One of best parts of raising a child with disabilities is the way it teaches you to let go of the small things. There’s something about it that shifts your perspectives into place.
I’ll speak for myself.
My parenting skills became looser over time—certain things were skipped or abandoned. Like failing to give my son, Jackson, a middle name. He enquired about this again last week when he got a passport and noticed the gap.
“What’s the deal with that?” He asked.
“Third child, I ran out of steam,” I answered.
“Like my childhood pictures?” He asked.
Yes, just like that.
When Jack was five we visited our neighbor Tara. She had the son who had a “nervous stomach,” and did trigonometry in his head. He was an overachiever and his mom was too. That day she showed us thousands of pictures of him in a leather-bound volume. Tara talked in a whispery voice as we flipped through the pages. She had on a long skirt and sported the bonnet she wore every day. It led my other neighbor Shelly to mouth, “Sister wife?” when we were at the block party.
Tara brought us boxes of Sun Maid Raisins and gushed about how much she loved her baby book. Jack examined it carefully and asked, “What’s a baby book?”
This, by the way, actually happened.
It didn’t seem too early to explain the way the world worked.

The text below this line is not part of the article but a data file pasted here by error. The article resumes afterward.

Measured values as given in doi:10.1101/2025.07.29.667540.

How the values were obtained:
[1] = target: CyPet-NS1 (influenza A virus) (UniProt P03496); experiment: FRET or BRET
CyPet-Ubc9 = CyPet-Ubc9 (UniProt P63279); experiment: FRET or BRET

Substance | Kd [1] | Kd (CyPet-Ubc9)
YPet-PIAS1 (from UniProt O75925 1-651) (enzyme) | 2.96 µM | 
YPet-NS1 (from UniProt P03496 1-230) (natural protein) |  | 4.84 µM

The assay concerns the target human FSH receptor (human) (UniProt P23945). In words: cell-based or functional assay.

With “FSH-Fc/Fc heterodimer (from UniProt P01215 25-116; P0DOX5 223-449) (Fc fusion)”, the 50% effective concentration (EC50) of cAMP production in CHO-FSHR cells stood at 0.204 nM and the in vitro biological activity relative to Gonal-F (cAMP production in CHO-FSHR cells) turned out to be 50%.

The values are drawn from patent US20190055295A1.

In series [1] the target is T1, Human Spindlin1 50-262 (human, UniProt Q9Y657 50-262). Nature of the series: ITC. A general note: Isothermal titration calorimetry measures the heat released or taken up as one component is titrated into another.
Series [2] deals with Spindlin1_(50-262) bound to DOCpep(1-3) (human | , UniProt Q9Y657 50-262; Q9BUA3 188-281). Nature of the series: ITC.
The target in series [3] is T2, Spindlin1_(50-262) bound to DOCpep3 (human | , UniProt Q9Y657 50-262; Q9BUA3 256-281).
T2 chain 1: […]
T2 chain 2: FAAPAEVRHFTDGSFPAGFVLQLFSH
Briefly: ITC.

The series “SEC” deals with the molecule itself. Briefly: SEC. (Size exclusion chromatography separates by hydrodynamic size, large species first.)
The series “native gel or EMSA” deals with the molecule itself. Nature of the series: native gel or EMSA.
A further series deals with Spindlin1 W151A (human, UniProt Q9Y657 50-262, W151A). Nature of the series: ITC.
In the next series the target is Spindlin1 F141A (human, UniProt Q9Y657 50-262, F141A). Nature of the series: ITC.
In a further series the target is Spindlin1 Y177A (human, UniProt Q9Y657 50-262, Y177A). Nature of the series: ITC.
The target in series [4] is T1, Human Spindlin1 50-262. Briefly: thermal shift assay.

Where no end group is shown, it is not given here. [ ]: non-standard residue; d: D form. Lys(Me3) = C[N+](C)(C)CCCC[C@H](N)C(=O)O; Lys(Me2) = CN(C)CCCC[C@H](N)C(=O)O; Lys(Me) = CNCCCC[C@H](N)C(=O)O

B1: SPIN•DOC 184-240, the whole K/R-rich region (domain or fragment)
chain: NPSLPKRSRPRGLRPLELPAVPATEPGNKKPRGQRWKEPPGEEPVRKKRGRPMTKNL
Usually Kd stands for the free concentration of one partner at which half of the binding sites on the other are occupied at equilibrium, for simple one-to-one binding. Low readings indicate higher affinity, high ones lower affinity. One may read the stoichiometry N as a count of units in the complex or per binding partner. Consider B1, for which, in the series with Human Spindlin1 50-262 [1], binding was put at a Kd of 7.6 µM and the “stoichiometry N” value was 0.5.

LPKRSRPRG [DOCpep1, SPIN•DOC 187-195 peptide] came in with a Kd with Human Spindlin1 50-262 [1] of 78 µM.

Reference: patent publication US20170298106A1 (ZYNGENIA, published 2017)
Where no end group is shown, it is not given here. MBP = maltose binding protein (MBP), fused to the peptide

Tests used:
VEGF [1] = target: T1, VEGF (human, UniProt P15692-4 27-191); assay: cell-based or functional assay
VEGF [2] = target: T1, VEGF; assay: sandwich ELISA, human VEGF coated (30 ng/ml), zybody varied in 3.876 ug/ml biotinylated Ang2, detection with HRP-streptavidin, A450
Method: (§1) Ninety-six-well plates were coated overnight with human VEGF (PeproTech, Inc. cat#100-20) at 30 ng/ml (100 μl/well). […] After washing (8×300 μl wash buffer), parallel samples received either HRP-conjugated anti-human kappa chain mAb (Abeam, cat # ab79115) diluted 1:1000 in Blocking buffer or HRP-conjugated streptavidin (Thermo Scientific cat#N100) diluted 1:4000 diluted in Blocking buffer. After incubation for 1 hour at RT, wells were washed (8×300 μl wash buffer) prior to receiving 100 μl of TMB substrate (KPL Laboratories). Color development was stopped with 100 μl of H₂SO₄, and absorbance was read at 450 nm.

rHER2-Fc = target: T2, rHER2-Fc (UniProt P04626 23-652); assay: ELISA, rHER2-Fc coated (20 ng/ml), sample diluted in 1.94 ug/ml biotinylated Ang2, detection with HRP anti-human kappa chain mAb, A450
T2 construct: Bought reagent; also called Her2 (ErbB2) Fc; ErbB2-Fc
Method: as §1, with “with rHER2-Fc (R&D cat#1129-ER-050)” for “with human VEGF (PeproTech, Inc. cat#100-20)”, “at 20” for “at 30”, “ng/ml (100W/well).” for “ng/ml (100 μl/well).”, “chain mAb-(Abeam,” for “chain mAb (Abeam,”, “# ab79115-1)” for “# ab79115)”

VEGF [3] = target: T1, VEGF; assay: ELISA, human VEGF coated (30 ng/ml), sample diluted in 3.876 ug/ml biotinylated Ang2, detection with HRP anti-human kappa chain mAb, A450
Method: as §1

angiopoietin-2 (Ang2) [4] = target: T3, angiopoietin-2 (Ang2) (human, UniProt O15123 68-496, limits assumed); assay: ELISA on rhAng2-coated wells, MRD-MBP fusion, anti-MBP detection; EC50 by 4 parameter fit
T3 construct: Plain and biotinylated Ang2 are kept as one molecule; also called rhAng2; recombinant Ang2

“There are good parts and hard parts about having a brother with disabilities,” I started in my best psychologist voice. This was easy since I am a psychologist. Porter flapped his hands. Jack looked bored.
“We may be missing the baby book, but you also benefited from a more relaxed parent.”
“A LOT more relaxed,” Tyler interjected. “Like mom not making you wear underpants.”
I may have put my hand over her mouth at this point. Tara froze and her lips trembled. I assumed she was reciting a silent prayer.
“You are exaggerating honey. He didn’t wear underpants during the winter.”
There was a longer story, but it was better not to chance it. Besides, Tara wouldn’t get it. I didn’t set out to have Jack skip undies—it just happened.
The first time was on a frigid December day when I finally had my four children strapped in their car seats. There was a winter advisory and the roads were icy and rutted. I sipped a cup of Folgers Coffee and blared the radio. The kids’ long johns, pants, snow suits, and coats had taken an hour and now my children were all restrained behind me. It was the highlight of the day.
As I pulled out of the driveway, Jack announced, “I forgot my underpants.” I pretended I didn’t hear him.
“HE FORGOT HIS UNDERPANTS, Mom,” Tyler said. “Aren’t you going home?”
“It won’t be the first time. One school day going commando won’t kill him.”
The story would have ended here if Jack hadn’t embraced his newfound freedom so enthusiastically. He had to wreck it by talking to the other boys. A week later his teacher pulled me aside to say that several parents had complained.
She said, “All the boys wanted to be commandos.”
This is a long way of sharing the way my disabled son, Porter, loosened my parenting. After living with autism and the seizures and behaviors, few things rose to the level of crisis. Intubation tubes, breathing problems, or ICU stints were serious. Most other things were not.
Disabilities and health issues do this: They slap priorities into place, ready or not. Jackson missed out on the baby book and middle name, but gained a mother that didn’t helicopter. I knew things worked out.
With or without underpants.